Reference > Cambridge History > Later National Literature, Part II > Later Philosophy > The Journal of Speculative Philosophy
  His Attack on Agnosticism The Improvement of Philosophical Teaching  


The Cambridge History of English and American Literature in 18 Volumes (1907–21).
VOLUME XVII. Later National Literature, Part II.

XVII. Later Philosophy.

§ 14. The Journal of Speculative Philosophy.

Like all Hegelians and most believers in the adequacy of one system, Harris frequently thinks he has gained insight when he has translated a fact into his own terminology 14 ; and the allegoric method of interpreting works of art and great literary masterpieces, notably Dante’s Divine Comedy and Goethe’s Faust, easily lent itself to that result. Still the general result of Harris’s theoretic as well as his practical activity was undoubtedly to broaden the basis and subject matter of American philosophy. His Journal of Speculative Philosophy (1867–93) the first journal in the English language devoted exclusively to philosophy, made the thought of Plato and Aristotle as well as that of the German philosophers accessible to American readers. When it was objected that America needed something more original, he justly replied that an originality which cherished its own idiosyncrasies was despicable. His conviction that a worthy originality can come only through deep acquaintance with the best of ancient and modern thought stands justified by at least one fact. The most original American thinkers, Peirce, Royce, James, and Dewey, were also the most learned, and their first philosophic papers appeared in The Journal of Speculative Philosophy.   21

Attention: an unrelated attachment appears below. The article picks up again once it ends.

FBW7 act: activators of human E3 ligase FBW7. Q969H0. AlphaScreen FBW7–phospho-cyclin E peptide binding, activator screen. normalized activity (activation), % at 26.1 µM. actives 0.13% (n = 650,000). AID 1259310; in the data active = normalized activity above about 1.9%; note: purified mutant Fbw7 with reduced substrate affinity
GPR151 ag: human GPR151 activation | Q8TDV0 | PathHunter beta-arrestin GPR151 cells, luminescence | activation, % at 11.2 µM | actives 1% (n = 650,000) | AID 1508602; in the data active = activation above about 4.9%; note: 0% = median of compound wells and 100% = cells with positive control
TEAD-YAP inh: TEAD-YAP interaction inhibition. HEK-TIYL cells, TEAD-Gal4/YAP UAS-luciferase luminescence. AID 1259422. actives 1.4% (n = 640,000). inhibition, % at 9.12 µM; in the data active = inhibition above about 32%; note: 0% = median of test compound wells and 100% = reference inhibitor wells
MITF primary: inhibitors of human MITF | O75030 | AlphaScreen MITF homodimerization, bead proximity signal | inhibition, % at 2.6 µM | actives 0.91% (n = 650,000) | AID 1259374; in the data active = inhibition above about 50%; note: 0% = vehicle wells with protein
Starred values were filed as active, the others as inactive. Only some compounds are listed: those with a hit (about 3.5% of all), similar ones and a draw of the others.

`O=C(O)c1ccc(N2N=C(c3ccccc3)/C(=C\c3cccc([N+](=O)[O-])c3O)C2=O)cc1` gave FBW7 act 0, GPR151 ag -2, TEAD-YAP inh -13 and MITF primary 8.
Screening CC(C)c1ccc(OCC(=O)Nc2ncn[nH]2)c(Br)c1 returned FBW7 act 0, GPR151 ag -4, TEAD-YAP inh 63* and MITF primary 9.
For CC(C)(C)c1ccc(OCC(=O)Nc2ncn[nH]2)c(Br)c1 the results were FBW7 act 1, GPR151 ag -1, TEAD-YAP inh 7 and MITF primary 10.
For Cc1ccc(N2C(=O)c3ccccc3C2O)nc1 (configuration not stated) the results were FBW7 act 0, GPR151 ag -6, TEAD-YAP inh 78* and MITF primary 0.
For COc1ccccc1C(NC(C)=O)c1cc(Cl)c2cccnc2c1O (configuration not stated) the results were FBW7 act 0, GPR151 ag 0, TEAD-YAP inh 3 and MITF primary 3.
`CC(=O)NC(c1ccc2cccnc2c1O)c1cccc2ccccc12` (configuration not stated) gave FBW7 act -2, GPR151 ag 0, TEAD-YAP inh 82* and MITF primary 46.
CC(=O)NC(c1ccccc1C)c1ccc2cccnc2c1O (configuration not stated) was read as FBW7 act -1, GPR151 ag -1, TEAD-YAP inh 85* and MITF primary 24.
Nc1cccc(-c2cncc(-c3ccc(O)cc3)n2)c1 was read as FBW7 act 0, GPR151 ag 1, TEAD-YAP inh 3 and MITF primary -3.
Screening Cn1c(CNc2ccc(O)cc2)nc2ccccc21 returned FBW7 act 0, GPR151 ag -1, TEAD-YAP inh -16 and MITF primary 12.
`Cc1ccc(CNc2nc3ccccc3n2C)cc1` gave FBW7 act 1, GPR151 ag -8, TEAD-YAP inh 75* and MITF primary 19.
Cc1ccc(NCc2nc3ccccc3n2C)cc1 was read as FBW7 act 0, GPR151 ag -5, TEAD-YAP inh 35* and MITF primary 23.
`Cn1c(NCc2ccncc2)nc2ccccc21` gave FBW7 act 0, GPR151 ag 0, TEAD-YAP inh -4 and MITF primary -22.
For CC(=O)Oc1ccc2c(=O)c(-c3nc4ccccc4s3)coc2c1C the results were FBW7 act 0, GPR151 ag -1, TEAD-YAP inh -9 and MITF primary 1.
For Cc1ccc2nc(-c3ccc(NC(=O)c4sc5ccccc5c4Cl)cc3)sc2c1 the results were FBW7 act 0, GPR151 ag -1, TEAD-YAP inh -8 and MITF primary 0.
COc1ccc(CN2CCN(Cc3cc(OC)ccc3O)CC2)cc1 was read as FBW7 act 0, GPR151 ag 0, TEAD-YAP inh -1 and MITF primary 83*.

Note 14. Harris, for instance, believed that he found a new insight into the nature of light when he characterized it as “a point making itself valid outside of itself.” See a similar account of gravity, in Psychologic Foundations of Education, p. 22. [ back ]

  His Attack on Agnosticism The Improvement of Philosophical Teaching  

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